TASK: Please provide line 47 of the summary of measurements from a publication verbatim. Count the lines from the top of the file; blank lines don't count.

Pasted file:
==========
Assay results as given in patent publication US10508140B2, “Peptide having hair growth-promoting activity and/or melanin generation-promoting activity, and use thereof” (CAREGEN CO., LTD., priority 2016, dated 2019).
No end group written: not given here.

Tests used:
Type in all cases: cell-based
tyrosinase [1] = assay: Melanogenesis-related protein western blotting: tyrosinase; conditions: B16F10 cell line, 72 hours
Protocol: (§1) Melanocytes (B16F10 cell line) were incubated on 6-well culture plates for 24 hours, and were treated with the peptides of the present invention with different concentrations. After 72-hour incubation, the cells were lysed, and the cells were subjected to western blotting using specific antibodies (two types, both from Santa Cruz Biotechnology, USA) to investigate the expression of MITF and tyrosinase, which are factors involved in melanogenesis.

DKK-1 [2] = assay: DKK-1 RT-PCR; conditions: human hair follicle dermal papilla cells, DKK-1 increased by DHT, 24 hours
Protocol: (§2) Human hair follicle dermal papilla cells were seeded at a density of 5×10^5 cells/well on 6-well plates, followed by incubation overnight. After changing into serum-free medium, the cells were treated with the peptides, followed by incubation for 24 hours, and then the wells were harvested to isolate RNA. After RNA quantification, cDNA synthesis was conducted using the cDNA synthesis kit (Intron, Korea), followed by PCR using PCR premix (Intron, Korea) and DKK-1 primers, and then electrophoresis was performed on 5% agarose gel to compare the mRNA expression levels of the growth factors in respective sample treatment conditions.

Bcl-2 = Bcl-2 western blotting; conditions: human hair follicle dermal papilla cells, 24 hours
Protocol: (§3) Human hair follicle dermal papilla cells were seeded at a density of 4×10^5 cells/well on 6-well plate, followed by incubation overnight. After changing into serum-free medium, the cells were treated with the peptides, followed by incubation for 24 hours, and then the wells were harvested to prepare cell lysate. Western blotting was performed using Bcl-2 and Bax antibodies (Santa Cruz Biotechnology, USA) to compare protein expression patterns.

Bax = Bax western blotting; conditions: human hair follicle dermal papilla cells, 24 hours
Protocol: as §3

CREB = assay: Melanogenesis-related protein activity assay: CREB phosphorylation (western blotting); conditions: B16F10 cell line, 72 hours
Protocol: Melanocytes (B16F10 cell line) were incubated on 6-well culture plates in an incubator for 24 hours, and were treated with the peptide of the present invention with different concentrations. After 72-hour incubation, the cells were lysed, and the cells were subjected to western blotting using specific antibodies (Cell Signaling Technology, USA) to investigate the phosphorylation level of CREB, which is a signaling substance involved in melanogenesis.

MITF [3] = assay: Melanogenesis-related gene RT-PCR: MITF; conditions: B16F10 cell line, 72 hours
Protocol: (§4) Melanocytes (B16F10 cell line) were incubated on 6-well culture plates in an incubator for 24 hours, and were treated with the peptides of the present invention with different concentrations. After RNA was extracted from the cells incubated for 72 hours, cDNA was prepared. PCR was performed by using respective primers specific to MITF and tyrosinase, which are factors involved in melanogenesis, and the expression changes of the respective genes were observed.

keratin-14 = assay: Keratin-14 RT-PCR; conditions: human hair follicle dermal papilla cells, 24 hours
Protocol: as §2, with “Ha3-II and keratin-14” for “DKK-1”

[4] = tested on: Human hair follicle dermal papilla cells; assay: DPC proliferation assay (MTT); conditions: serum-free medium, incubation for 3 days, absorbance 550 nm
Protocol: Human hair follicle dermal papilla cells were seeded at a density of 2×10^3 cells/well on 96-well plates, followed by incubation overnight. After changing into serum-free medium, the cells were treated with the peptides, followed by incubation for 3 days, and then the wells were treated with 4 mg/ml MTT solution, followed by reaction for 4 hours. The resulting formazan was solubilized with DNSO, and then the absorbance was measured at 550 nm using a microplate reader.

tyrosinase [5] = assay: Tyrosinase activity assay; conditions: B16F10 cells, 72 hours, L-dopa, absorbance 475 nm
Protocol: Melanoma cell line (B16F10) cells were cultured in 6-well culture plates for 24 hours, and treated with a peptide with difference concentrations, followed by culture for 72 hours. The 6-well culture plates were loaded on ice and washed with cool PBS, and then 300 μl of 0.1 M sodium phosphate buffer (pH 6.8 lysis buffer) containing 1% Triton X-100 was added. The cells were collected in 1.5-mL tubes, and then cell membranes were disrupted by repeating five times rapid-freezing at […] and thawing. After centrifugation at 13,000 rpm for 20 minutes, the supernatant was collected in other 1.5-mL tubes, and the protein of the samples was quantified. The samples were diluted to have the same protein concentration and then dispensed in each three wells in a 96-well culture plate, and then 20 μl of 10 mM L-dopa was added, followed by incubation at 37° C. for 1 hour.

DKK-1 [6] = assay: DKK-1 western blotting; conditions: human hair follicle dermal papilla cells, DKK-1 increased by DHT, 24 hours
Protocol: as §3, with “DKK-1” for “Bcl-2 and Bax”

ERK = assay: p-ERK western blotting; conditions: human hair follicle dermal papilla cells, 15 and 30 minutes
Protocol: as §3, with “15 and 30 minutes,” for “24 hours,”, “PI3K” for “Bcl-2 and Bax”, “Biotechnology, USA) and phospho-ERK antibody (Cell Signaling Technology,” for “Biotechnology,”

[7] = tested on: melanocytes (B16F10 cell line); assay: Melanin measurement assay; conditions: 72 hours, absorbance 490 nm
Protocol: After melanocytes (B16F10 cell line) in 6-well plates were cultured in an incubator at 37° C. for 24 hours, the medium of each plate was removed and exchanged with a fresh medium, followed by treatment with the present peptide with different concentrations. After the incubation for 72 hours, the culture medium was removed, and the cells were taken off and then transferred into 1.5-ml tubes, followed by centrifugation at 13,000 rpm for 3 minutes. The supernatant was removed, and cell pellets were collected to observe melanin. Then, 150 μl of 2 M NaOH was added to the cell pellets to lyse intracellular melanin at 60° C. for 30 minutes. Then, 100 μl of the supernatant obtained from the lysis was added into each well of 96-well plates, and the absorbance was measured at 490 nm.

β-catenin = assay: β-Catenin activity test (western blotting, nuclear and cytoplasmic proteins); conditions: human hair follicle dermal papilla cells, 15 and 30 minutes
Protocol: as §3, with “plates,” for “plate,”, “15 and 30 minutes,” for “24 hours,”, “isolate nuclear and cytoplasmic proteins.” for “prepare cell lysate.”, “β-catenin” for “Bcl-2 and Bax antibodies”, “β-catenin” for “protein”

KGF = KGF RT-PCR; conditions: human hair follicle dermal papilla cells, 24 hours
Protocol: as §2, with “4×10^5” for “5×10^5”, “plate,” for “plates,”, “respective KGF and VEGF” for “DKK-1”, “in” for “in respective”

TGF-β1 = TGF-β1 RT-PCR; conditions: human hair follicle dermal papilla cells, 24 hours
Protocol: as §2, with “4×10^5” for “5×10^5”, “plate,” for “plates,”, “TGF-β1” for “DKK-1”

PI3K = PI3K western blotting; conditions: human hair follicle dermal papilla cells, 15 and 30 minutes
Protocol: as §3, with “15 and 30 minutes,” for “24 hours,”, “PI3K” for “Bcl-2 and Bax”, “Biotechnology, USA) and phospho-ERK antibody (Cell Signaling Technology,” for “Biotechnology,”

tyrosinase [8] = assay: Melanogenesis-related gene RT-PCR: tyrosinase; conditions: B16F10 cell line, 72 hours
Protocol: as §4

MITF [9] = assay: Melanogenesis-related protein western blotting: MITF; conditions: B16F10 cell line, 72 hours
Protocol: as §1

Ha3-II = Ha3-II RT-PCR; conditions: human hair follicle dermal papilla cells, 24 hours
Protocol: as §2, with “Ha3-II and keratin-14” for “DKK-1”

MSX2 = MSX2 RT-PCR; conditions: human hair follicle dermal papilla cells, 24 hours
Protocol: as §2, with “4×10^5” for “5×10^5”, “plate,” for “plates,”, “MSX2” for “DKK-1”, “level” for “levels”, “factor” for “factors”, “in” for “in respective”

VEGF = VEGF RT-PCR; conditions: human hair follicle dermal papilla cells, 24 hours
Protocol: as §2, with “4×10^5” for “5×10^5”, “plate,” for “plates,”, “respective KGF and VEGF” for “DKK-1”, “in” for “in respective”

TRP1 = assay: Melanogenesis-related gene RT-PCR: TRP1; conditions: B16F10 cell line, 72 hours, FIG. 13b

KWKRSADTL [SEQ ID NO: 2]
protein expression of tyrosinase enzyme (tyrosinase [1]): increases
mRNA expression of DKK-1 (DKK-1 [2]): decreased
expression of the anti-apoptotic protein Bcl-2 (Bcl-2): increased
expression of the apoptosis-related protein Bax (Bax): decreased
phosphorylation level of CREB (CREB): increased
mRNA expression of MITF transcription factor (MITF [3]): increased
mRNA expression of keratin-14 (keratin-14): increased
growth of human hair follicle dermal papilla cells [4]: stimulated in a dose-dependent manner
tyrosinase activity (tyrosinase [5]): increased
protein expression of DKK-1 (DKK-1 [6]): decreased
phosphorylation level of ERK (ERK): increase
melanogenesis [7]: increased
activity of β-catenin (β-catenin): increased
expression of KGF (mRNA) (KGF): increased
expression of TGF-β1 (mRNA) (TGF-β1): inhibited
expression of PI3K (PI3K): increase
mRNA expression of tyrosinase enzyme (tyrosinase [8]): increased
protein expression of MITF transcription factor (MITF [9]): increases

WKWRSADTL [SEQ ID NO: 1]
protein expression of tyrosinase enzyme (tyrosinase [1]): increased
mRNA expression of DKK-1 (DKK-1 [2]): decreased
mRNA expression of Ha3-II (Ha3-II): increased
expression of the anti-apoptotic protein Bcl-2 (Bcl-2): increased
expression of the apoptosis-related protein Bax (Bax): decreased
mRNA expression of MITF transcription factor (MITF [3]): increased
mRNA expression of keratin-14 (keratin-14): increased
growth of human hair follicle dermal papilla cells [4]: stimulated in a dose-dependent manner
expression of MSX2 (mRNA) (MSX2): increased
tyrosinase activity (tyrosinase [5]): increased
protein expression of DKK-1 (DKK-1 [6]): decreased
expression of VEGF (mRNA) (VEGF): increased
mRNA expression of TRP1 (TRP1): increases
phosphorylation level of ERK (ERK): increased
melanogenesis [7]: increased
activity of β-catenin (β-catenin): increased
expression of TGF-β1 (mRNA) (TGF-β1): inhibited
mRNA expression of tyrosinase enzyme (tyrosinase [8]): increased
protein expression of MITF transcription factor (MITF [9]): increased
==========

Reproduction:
TRP1 = assay: Melanogenesis-related gene RT-PCR: TRP1; conditions: B16F10 cell line, 72 hours, FIG. 13b